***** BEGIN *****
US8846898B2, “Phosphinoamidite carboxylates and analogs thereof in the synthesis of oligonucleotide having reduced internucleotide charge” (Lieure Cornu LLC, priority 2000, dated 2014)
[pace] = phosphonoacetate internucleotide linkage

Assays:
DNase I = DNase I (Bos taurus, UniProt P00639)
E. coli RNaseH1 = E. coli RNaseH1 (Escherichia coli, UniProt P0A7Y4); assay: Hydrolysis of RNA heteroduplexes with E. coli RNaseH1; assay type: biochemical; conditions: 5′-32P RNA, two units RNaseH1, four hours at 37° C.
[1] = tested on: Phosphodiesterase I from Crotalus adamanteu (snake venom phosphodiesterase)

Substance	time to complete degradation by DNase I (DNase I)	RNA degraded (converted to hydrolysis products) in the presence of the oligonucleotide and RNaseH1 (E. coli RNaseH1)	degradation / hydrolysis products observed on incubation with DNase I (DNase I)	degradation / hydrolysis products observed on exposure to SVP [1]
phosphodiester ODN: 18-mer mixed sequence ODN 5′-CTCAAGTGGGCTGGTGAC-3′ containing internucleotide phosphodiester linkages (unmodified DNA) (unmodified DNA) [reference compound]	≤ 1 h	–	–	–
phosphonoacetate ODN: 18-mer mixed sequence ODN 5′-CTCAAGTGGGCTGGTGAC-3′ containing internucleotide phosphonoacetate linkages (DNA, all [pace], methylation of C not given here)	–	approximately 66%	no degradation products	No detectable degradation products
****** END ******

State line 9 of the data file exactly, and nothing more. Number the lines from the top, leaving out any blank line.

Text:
phosphonoacetate ODN: 18-mer mixed sequence ODN 5′-CTCAAGTGGGCTGGTGAC-3′ containing internucleotide phosphonoacetate linkages (DNA, all [pace], methylation of C not given here)	–	approximately 66%	no degradation products	No detectable degradation products